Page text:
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Best of NAMA 2020

Source: Farmers Edge news release

Growers Will Need to Supply Data Directly as "Traceability" Becomes More Important. In 2020 and beyond, growers will play a bigger role in the agricultural value chain amid increasing consumer and industry demand for accurate and timely crop traceability.

Food companies are increasingly paying more attention to the "transparency generation," a category of consumers that make food purchase decisions based on its origin and how it is cultivated and packaged. Food companies also need to comply with increasing FDA regulations related to where their food comes from. Farmers will increasingly deal directly with food companies and suppliers and provide data directly from the farm, related to factors like fuel consumption or safety standards.

Crop Insurance and Financing Gets Personal in 2020. With the proliferation of digital farming tools leveraging field-level data and predictive models, growers now have the option to share their data with insurance and credit union finance partners -- but only if they opt in, and this will not be mandatory.

There will be new tailored offerings leveraging this rich new source of data, while offering better risk management and data transparency for more efficient, streamlined operations. The rise of digital farming will also enable emerging markets such as Brazil - which have little or no crop insurance today - to embrace new, data-driven insurance products.

Robots! Robots! Robots! In 2020, your next field scout could be more like R2D2 from Star Wars than the ag university student you normally hire each season to scout your fields. Labor shortages will most likely continue to grow in 2020, which will drive farmers to adopt more drones and we'll also see a dramatic increase in machine learning and AI being adopted to mine data for trends.

There is already automation in specialty crops like horticultural crops but we'll see this move to broadacre crops. We'll begin to see big farms in Montana, Saskatchewan and Brazil embrace automation as well, on a larger scale.

The Hemp "Green Rush Fever" Continues to Spread. 2020 will continue to see a dramatic increase in farmers shifting to hemp and CBD. We'll also see more hemp farmers turn to digital tools to determine if CBD levels are meeting state regulations. Because so little is known about hemp, being able to get more data - including digital imagery - will move the industry forward. The US market will increase and grow, some analysts are predicting over 100% by 2023.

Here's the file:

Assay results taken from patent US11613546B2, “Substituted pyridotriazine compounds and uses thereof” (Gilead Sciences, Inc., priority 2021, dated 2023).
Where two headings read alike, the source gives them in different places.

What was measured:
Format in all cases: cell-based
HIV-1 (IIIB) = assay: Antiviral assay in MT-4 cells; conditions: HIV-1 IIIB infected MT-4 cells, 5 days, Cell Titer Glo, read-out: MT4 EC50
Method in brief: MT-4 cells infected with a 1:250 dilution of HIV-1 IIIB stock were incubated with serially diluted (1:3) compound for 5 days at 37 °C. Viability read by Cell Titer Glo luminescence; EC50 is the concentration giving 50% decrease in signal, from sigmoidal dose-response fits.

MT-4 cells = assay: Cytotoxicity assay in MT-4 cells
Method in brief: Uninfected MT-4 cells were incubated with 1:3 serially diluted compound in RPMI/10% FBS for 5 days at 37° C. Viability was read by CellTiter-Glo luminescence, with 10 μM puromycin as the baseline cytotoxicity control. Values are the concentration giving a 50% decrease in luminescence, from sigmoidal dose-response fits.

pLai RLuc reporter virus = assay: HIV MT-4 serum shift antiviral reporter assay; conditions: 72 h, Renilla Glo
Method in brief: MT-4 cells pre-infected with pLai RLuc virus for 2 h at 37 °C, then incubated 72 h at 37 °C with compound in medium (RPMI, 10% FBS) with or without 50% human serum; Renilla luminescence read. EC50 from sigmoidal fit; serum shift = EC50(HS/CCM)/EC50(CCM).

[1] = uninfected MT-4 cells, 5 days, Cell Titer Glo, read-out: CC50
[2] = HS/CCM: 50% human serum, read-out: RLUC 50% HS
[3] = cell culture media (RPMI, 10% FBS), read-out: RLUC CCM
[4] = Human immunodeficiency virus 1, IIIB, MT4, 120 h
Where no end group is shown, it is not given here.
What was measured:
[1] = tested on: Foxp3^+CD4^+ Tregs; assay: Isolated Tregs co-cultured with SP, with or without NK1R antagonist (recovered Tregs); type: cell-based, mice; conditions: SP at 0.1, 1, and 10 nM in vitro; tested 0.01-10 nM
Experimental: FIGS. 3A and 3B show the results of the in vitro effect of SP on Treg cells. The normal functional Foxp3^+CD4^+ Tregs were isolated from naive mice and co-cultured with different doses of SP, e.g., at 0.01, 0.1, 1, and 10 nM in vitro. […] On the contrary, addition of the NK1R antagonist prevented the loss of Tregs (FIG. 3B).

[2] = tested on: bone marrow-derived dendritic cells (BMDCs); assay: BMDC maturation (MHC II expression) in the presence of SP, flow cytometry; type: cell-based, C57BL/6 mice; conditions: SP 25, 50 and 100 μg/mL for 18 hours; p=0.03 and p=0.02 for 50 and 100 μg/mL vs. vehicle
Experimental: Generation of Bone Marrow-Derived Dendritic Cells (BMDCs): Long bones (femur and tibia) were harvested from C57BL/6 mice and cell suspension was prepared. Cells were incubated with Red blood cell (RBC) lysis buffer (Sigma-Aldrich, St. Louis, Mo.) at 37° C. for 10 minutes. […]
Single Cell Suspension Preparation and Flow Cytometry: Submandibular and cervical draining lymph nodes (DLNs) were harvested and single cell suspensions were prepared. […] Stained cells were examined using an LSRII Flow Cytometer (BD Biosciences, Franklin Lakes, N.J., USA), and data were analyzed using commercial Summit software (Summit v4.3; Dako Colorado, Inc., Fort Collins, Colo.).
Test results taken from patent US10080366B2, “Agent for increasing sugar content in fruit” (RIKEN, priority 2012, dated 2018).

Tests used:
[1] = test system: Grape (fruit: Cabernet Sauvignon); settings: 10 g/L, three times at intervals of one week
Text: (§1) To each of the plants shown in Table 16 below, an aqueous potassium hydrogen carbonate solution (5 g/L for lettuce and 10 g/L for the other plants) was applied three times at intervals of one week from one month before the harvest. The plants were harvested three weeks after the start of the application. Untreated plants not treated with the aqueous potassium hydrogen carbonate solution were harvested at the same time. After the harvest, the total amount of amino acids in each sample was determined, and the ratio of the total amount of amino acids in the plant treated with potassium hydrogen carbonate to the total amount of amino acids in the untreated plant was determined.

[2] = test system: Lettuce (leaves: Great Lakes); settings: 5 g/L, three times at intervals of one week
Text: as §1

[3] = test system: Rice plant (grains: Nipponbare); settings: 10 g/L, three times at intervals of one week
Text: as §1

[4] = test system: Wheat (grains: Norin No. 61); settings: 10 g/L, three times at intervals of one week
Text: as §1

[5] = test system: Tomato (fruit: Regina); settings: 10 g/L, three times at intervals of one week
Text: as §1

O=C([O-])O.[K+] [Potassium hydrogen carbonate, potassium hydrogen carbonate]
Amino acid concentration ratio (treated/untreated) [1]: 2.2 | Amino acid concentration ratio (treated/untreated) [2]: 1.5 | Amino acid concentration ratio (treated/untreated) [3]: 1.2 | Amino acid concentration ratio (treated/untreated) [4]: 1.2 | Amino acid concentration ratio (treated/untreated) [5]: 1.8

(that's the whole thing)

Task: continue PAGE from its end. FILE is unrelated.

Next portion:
Farmers Will Increasingly Seek New Data Sources for Yield Predictions. In 2020 there will be a growing desire to use data to get a higher level of accuracy, field by field. Growers need to understand their yield predictions before harvest so they can take advantage of markets and also get better insight into where the market is going, and weather is increasingly unpredictable. There is increasing impatience from farmers about the USDA WASDE numbers, and alternative data from non-government sources will become more widely available and used.

Drastic Weather Will Continue to Change the Rules in 2020. In 2020, more farmers will accept that they must prepare for more adverse weather events. Farmers will increasingly see data, and the investment in digital farming tools, as the best way to manage their operations and fight the effects of drastic weather.

For instance, on the heels of the exceptionally wet spring and summer of 2019, U.S. growers understand the limitations that local weather station data provided. Only on-farm weather capabilities, which can detect micro-changes in field conditions on a zone by zone basis, will provide the insight farmers need to manage more complex and nuanced weather-related decisions like planting and harvesting.

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